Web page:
Saturday, September 3, 2011

10 Things to Do Now That I Have Left Teaching

13 months later, almost.  I have not blogged or journaled for the simple reason that the weight of being a teacher became too great. I marvel at those who maintain thoughtful, daily blogs while teaching full-time in a public school.  The only comment I will make about the last year is this: It is too bad that racing to the top has too often meant sprinting away from "what works" and towards a flashy "solution" to a "problem" that is only vaguely understood and at best minimally examined.  Students and teachers alike are spun round and round in the process.  Successes, like fireflies in June, are ephemeral "in the can" and quickly fly off, uncaught, most of the time.

So I am moving on, but not leaving education either in practice or in interest. Specifically, I continue to be passionate about YA literature as an important genre and study, in ELA/Literacy as a learning and pedagogical study, in online and other technologies to support this learning, and in how "teaching" can be improved.  In order to keep channeled and busy, I have made a list of 10 things To Do.  Some are just technology skills, others are interest threads, others are real tasks I want to complete that will support learning.
  1. Tweet effectively. I have had an account for years, now I am going to use it to learn and network.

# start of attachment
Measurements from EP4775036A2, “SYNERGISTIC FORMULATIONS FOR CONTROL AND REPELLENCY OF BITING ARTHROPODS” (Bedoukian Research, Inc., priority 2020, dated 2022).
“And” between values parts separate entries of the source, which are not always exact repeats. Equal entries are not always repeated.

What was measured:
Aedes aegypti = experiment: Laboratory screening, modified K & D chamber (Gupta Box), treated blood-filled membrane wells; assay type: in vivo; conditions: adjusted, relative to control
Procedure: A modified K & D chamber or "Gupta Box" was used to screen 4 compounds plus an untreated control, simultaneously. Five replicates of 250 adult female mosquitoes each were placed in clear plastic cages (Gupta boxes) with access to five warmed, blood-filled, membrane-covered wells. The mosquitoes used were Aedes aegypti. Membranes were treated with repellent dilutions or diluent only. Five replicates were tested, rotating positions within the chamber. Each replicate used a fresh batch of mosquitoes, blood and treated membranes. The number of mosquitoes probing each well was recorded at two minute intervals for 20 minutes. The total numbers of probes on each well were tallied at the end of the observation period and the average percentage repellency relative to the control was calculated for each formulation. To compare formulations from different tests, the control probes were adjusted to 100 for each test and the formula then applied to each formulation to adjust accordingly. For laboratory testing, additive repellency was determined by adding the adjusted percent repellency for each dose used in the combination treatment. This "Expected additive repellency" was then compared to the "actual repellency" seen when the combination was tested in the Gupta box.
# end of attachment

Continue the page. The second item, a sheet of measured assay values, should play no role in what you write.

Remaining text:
2. Find the best apps to synch my Apple tools (iPhone, iPad, MacBook Pro) - and use them.
  3. Volunteer locally in a Literacy capacity (beyond the support I give to our local woman's group)
  4. Design and implement a free online global-awareness club for middle school students - that is in the works. An alternative is to work on a very local middle school version of microlending (to improve the lives of local kids and encourage their independent creativity)
  5. Investigate The Bad Guy in YA fiction
  6. Use Twitter and this blog to encourage Creativity and Vocabulary Development
  7. Write a digital All You Really Need to Know About Grammar that will be a self-guided text with collaborative elements
  8. Beef up my site - probably totally redesign it using new tools (Google, some apps I like) and definitely write some essays on pedagogical topics
  9. Review literary YA titles - they are being written and teachers need to become aware of them
  10. Write a blog post addressing every one of the Grade 8 CCSS ELA standards from the POV of the public school ELA teacher.
The last item on the list was inspired by the frequent postings on EC (English Companion ning) made by teachers who have been blindsided by a principal's decision to change curriculum in response to standards AND at the same time to mandate change in teaching methods in response to one of the several ELA pedagogies currently in favor.  ELA has never been more confusing as a subject,  more heavily weighted, and less supported within the schools.  

I also want to have some fun. #5 - The Bad Guy - is where my brain keeps going, so I will follow.

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